University of Technology, Sydney

 

Sue Joseph

 

Secrets and ‘eloquent episodes’: The power of telling the buried story

 

 

Journalists do not live in isolation. Their values and techniques are part of their
culture’s larger fabric.
Thomas Goldstein (1985: 256)

 

Abstract
There is often a moment or moments during an interview where a subject’s deeply personal experience intersects with the narrative process; ‘an eloquent episode’ on which the central significance of an entire story resonates. Drawing on a sequence of interviews with subjects telling deeply hidden, long held secrets, this paper will examine a series of micro moments within each account, both for their narrative power as well as their fundamental consequence to the narrative or macro process. Many of the buried stories in this paper are of traumatic memory, circulating around sexuality, or sexual and violent secrets. Attendant to this is the ethical management of such moments at the time of interview, as well as their subsequent reduction to written words by the interviewer. Incorporating a reflective practice into the text in combination with the undertaking of an ethical practice is an attempt to increase the power of the story. By focusing on ‘the eloquent episode’ or micro moment, and expanding its bounds, it is the intention of this paper to highlight it as a literary device that reinforces the power of the telling of the story, authenticating not just the voice of the primary storyteller but the narrative.
Keywords: narrative, secrets, ethics, eflective practice 

 

 

Truth, lodged in our most secret nature, demands only to surface;
that if it fails to do so, this is because a constraint holds it in place,
the violence of a power weighs it down, and it can only finally be articulated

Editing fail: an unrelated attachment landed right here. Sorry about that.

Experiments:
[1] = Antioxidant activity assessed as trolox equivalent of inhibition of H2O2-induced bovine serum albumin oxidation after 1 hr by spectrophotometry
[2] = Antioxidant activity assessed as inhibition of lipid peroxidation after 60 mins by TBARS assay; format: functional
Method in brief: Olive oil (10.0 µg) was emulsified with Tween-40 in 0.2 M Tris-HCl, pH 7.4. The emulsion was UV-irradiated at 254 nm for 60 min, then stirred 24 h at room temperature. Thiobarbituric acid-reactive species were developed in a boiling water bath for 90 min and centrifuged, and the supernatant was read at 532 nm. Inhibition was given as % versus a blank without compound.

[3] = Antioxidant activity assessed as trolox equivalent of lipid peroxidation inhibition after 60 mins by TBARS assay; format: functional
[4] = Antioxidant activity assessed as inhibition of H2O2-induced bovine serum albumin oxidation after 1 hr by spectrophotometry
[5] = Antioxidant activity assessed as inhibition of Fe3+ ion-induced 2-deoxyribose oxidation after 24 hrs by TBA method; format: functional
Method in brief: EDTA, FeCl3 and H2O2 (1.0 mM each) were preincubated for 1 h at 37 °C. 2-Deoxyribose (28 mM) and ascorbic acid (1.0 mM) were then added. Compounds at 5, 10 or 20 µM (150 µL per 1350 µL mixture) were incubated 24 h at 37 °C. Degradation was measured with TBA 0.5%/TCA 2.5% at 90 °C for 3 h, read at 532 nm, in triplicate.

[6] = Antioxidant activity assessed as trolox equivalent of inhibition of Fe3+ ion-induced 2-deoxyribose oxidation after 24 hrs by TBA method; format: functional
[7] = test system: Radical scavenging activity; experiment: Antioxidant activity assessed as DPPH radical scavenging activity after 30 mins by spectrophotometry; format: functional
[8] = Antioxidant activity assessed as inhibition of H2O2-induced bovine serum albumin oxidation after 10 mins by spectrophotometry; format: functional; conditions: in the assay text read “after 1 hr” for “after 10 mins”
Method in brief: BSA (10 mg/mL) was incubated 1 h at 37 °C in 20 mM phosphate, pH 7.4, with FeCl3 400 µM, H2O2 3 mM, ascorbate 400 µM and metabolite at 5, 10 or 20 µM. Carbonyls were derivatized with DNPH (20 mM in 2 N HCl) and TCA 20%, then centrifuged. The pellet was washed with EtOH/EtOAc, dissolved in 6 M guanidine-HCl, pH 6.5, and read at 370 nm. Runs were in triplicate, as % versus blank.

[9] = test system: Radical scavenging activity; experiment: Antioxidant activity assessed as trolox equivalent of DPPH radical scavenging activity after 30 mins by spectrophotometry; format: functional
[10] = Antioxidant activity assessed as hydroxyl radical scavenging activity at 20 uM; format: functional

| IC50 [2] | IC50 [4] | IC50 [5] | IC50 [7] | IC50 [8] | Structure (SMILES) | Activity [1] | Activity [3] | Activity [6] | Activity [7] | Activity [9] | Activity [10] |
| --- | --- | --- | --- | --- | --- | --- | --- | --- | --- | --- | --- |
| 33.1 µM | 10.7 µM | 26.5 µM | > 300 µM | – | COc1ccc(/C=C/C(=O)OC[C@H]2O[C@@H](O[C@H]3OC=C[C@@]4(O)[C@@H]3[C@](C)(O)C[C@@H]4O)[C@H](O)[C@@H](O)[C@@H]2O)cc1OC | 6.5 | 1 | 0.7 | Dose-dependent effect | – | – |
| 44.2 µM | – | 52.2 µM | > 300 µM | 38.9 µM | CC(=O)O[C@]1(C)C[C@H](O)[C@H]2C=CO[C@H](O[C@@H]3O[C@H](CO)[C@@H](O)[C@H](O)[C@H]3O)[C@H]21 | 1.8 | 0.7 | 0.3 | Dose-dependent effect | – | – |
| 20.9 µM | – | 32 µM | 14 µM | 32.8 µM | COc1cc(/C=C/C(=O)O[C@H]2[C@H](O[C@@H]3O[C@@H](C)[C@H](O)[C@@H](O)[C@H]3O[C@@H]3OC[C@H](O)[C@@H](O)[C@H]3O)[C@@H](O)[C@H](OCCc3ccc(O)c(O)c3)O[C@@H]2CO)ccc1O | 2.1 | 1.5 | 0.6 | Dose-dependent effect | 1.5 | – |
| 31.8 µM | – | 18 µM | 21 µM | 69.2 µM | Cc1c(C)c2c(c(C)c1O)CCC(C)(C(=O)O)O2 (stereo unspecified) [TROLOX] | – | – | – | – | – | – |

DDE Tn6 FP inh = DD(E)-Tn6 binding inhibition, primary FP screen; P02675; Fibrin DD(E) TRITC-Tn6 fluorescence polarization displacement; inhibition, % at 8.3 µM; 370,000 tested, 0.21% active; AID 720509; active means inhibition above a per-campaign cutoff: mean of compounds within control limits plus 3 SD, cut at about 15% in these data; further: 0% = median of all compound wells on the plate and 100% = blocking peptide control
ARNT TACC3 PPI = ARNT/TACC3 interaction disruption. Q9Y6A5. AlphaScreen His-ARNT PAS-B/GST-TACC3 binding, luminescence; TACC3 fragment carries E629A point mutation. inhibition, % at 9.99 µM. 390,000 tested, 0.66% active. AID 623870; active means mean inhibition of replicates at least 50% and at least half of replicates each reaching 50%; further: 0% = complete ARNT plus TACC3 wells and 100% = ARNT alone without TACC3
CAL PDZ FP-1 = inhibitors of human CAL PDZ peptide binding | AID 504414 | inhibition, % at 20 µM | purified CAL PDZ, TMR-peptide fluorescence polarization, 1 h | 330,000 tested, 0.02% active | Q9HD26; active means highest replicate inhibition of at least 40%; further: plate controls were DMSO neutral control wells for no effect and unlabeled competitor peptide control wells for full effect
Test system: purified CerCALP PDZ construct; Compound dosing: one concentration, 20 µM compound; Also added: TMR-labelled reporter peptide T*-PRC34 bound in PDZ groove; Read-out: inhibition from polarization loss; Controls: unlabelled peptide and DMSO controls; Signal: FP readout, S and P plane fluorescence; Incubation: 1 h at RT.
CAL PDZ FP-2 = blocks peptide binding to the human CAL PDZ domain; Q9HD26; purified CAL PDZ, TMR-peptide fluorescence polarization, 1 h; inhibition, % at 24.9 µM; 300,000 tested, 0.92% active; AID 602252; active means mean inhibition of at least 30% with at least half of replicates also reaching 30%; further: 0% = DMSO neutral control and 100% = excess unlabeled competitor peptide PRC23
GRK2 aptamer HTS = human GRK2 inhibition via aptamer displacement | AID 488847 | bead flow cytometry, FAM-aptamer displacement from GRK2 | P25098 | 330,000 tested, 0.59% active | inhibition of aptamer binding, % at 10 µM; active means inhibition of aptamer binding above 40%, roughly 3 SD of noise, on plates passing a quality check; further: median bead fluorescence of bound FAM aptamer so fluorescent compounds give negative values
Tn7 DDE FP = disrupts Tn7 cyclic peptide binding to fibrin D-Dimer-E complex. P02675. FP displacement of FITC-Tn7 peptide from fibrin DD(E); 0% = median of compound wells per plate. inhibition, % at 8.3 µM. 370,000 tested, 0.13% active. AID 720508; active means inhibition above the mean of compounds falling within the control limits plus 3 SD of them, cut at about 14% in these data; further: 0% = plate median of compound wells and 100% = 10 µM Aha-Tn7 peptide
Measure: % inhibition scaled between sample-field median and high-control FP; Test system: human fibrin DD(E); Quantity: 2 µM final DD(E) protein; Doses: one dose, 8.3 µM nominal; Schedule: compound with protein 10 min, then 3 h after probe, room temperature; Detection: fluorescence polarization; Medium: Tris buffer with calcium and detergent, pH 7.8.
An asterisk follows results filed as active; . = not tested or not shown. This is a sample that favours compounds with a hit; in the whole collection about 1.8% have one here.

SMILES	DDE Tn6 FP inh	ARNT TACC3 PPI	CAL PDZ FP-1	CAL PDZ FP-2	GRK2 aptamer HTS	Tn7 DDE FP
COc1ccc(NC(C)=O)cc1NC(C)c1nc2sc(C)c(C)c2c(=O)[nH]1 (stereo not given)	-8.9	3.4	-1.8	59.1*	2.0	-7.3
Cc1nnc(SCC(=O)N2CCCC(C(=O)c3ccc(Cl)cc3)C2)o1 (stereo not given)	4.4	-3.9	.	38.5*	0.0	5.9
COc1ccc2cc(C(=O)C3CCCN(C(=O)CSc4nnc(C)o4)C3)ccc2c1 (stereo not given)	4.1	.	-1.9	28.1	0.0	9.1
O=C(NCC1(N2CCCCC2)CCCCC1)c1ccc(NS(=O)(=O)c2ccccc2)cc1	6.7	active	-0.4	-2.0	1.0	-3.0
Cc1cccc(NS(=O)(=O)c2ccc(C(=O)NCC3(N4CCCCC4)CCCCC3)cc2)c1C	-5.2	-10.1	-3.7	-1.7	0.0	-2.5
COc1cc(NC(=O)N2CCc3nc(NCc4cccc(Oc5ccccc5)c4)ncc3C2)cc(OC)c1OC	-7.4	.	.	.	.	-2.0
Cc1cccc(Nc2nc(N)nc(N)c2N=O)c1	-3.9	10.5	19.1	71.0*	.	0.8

at the price of a kind of liberation

– Michel Foucault (1976: 60)

Introduction

Telling stories is one way people construct meaning, and other people take meaning, from their lives. Much has been written about personal interpretation and memory (by the primary storyteller), and journalistic interpretation and re-representation (by the secondary storyteller). But reading about other people is a way we can know ourselves – stories resonant across time and borders, through space, language and the differing cultural lenses of each primary storyteller, telling journalists their stories, and the journalists then retelling them as secondary storytellers to the public.

Narrative inquiry as a social science methodology of qualitative research is used to academically frame such journalism/literary journalism practice-led research. Narrative inquiry is academically founded on the hypothesis that we come to comprehend and give meaning to our lives through told stories, necessitating both a story teller and an audience. It is imperative that these stories are not merely collected uncritically but contextualised as remembered personal understandings deriving some meaning. As such, journalism practice-led research academics then play a tandem role as dual narrator, or secondary storyteller.